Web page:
The number of "Taoists" is difficult to estimate, partly for definitional reasons (who counts as a Taoist?), and partly for practical ones (it is illegal for private parties to conduct surveys in China). The number of people practicing some aspect of the Chinese folk religion might number in the hundreds of millions. (Adherents.com estimates "Traditional Chinese religion" at nearly four hundred million).

Beliefs[sunting | sunting sumber]

A Taoist Temple in Taiwan. The religious practice of incense burning as well as images of the Fu Dog and Dragon guardian spirits can be seen.

Taoism is not a belief-centered religion, and there are no known Taoist creeds. At the same time, certain characteristic beliefs or assumptions can be identified.

One of these is the existence of several classes of supernatural beings, who may enter into relations with human beings. These include gods, ghosts, and ancestral spirits. Gods are not invariably benevolent, but are generally on the side of righteousness. Ghosts are dangerous spirits of the departed who must be appeased through offerings, especially during the Chinese Ghost Festival. Ancestors are also spirits of the departed, but are distinguished from ghosts in that they boast (male-line) descendents who commemorate them through home rituals.

Another fundamental assumption is the efficacy of ritual in maintaining a positive relationship with these beings. Folk Taoism focuses on rituals of sacrifice; elite Taoism emphasises control over spirits through talismans or "spirit-registers" (fu), on the principle that possession of a spirit's name confers power over that spirit.

Beyond the Chinese folk religion, various rituals, exercises, or substances are said to positively affect one's physical health (even to the point of immortality); align oneself spiritually with cosmic forces; or enable ecstatic spiritual journeys. These concepts seem basic to Taoism in its elite forms.

Deities[sunting | sunting sumber]

Traditional Chinese religion is determinedly polytheistic. Its deities arranged into a heavenly civil service that mirrors the bureaucracy of imperial China. Deities may be promoted or demoted. Many are said to have once been virtuous humans. The particular deities worshipped vary somewhat according to geography, and much more according to historical period (though the general pattern of worship is more constant).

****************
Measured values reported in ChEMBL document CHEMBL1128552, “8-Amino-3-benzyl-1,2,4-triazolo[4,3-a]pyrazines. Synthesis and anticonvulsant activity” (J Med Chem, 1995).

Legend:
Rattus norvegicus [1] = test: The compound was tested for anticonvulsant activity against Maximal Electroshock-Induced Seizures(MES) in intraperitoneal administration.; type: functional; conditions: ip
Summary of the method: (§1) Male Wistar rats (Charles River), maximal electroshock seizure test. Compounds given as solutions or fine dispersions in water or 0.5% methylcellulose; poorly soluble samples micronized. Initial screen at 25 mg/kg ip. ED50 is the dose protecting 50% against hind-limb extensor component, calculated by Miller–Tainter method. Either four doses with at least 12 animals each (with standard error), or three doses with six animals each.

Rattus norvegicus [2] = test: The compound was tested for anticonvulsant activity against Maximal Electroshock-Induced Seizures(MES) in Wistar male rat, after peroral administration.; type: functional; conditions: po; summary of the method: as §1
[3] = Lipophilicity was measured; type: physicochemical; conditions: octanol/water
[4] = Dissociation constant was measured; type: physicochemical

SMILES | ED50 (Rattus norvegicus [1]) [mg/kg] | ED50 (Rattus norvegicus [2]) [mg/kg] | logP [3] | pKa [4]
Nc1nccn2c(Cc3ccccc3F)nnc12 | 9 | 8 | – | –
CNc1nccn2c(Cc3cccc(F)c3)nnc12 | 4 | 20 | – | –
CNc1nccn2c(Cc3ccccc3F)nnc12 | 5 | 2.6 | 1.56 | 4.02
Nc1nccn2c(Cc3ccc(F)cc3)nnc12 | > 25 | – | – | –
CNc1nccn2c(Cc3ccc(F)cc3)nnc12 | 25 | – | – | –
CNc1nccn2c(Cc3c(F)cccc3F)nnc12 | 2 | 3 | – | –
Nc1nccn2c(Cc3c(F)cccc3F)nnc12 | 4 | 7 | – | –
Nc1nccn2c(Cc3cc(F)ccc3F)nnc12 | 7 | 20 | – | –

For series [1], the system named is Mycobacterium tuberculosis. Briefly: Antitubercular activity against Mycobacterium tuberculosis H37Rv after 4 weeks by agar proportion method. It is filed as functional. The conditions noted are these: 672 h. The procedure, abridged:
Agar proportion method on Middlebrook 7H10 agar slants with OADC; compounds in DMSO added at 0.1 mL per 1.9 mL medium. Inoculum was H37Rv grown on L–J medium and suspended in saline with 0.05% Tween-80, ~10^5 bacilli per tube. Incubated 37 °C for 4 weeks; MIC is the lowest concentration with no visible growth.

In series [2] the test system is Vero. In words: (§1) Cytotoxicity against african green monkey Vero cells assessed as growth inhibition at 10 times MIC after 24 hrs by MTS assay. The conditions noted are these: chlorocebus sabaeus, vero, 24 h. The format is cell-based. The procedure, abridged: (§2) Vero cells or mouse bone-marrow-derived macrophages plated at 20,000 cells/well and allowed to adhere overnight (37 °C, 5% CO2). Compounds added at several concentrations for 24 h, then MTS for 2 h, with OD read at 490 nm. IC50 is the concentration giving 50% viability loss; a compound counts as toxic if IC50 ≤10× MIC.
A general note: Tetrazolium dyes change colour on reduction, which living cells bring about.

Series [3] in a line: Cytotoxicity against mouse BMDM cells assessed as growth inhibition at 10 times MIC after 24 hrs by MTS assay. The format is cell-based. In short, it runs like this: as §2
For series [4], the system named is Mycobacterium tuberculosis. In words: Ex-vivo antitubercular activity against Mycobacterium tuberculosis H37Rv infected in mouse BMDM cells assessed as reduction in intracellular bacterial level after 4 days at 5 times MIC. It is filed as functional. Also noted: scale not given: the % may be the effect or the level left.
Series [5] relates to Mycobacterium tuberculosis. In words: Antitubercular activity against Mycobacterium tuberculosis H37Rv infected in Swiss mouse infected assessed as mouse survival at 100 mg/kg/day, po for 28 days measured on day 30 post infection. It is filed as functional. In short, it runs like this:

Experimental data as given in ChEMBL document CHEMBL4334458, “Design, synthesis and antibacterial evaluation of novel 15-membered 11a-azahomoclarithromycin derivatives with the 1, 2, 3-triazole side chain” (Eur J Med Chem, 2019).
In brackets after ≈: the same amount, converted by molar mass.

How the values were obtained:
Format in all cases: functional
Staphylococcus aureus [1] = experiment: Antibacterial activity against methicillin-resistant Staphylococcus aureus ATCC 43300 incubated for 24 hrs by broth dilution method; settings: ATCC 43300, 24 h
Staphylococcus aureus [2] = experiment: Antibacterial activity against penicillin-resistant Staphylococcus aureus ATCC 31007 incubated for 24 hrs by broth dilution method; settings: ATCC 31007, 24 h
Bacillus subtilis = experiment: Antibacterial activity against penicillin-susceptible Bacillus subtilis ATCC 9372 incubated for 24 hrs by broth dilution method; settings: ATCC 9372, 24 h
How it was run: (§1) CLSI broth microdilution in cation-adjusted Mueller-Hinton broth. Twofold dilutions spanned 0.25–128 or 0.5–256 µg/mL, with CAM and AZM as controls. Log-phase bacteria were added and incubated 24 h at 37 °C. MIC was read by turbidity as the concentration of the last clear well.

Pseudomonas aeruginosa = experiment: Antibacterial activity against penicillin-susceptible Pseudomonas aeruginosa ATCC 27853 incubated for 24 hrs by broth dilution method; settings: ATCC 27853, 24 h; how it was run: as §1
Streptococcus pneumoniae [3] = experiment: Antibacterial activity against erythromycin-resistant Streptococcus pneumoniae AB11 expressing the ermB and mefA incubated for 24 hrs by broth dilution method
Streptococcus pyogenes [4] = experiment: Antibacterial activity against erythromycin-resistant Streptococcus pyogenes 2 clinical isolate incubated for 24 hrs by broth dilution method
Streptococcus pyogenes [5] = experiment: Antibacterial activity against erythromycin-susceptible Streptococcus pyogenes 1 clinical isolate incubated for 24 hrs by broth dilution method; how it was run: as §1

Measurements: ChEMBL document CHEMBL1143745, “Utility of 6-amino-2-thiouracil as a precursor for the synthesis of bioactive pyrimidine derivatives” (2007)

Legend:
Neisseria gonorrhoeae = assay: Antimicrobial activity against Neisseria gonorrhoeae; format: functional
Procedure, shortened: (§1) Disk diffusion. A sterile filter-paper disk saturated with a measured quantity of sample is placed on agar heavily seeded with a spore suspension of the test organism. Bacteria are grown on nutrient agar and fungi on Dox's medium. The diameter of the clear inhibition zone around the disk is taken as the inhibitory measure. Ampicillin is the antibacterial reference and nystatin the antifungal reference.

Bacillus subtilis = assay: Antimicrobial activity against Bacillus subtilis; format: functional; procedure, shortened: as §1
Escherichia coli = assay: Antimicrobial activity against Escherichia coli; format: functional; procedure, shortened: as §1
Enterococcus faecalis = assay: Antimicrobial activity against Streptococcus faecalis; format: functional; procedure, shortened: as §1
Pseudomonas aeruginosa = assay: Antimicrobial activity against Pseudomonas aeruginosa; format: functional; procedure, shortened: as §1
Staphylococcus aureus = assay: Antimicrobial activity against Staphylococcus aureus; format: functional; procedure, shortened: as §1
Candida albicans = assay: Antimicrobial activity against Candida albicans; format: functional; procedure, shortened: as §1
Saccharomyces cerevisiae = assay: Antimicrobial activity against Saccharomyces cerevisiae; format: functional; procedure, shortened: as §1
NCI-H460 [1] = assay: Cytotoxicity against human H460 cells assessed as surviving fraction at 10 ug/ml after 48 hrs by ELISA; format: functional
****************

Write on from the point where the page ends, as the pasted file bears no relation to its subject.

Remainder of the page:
There is also something of a disconnection between the set of gods which currently receive popular worship, and those which are the focus of elite Taoist texts and rituals. For example, the Jade Emperor is at the head of the popular pantheon, while the Celestial Masters' altar recognizes the deified Laozi (Laojun, "Lord Lao") and the Three Pure Ones in that position. Some texts explain that Laozi has sponsored the apotheosis of various other gods.

Practices[sunting | sunting sumber]

Taoist charm from Tien Hau Temple in San Francisco.

All forms of Chinese traditional religion involve baibai--bowing towards an altar, with a stick of incense in one's hand. This may be done at home, or in a temple, or outdoors; by an ordinary person, or a professional (such as a Daoshi); and the altar may feature any number of deities or ancestral tablets. Baibai is usually done in accordance with certain dates of the lunar/solar calendar (see Chinese calendar).

At certain dates, food may be set out as a sacrifice to the gods and/or spirits of the departed. This may include slaughtered pigs and ducks, fruit, packages of snack foods, and/or pyramids of beer cans (unopened). Another form of sacrifice involves the burning of Hell Bank Notes, on the assumption that images thus consumed by the fire will reappear--not as a mere image, but as the actual item--in the spirit world, and be available for the departed spirit to use.

Also at certain dates, street parades take place. These are lively affairs which invariably involve firecrackers and flower-covered floats broadcasting traditional music. Street parades may also include lion dances and dragon dances; human-occupied puppets (often of the "Seventh Lord" and "Eighth Lord"); jitong (male "Mediums") who mutilate their skin with knives; Bajiajiang, which are gongfu-practicing honor guards in demonic makeup; and palanquins carrying god-images. The various participants are not considered performers, but rather possessed by the god in question.